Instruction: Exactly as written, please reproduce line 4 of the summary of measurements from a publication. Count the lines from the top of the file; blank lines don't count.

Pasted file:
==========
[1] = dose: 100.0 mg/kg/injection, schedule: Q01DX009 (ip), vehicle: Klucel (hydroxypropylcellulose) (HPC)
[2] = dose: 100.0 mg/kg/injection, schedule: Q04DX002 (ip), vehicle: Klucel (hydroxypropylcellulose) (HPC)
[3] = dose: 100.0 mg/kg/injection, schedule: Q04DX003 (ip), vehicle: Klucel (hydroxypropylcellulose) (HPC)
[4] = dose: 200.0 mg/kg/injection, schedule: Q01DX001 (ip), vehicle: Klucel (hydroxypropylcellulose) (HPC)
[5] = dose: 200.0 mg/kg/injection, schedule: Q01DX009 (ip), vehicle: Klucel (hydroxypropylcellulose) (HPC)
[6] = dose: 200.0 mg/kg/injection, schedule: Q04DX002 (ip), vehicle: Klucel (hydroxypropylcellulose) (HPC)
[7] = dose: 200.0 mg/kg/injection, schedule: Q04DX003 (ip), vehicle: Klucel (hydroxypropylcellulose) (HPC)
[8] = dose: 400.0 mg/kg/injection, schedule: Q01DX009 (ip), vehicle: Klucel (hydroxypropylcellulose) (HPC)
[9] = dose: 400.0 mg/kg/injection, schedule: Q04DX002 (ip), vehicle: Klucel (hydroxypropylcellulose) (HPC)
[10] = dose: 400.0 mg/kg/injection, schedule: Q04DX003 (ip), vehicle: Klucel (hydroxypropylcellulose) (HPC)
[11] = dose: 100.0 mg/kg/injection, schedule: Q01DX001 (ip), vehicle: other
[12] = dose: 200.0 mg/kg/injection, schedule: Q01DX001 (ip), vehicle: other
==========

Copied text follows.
[4] = dose: 200.0 mg/kg/injection, schedule: Q01DX001 (ip), vehicle: Klucel (hydroxypropylcellulose) (HPC)